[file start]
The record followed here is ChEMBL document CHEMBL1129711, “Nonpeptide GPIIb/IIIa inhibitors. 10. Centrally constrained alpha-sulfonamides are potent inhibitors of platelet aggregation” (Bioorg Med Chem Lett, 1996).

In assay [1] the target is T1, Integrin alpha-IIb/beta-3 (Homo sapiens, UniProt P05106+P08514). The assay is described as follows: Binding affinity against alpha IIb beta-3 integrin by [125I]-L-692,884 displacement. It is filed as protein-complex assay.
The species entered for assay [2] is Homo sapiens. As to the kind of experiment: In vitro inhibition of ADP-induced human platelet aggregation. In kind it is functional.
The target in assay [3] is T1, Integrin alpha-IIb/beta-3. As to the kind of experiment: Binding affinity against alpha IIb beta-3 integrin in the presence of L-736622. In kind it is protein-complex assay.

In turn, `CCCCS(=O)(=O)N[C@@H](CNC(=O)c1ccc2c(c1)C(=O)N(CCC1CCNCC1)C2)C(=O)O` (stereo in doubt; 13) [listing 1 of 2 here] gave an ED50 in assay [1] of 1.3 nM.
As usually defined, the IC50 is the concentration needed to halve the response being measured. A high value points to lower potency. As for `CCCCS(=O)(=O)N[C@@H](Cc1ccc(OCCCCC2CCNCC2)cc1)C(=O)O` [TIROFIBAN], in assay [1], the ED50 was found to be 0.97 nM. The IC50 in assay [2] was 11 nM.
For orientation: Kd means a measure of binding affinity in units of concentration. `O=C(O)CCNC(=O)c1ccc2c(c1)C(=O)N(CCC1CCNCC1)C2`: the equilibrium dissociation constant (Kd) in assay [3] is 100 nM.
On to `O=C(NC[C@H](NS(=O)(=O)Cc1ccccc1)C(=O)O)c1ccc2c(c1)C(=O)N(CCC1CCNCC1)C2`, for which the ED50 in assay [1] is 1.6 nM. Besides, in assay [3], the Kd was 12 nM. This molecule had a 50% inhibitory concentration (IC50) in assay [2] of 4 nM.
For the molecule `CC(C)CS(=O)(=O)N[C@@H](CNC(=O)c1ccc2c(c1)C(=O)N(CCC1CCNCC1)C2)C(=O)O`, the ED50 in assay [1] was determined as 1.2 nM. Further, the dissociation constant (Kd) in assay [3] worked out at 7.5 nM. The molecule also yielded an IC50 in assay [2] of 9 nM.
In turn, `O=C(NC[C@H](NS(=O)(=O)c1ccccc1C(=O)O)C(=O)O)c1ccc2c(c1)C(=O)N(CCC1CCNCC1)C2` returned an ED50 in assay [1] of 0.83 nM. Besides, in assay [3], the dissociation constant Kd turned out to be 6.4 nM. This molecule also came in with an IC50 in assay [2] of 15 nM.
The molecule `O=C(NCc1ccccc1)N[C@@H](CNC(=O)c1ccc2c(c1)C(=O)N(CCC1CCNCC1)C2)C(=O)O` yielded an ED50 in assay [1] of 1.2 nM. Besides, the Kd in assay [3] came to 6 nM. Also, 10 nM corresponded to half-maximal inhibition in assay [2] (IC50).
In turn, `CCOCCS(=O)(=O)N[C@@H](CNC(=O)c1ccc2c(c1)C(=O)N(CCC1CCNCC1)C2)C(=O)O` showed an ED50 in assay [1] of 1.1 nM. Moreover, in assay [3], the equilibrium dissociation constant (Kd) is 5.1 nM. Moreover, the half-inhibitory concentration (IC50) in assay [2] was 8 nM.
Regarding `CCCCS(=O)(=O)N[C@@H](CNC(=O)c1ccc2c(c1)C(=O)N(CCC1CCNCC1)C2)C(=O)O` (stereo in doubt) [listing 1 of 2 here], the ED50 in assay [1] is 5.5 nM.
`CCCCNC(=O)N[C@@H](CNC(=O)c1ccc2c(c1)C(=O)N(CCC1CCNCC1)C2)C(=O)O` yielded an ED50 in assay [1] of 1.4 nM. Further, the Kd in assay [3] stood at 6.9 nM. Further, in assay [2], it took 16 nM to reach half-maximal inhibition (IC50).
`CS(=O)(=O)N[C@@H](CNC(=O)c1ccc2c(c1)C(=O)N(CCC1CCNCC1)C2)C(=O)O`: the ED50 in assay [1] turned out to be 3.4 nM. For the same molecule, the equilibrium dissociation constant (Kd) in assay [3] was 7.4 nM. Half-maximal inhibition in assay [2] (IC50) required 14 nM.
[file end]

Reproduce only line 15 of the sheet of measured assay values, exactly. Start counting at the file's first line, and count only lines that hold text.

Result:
`CS(=O)(=O)N[C@@H](CNC(=O)c1ccc2c(c1)C(=O)N(CCC1CCNCC1)C2)C(=O)O`: the ED50 in assay [1] turned out to be 3.4 nM. For the same molecule, the equilibrium dissociation constant (Kd) in assay [3] was 7.4 nM. Half-maximal inhibition in assay [2] (IC50) required 14 nM.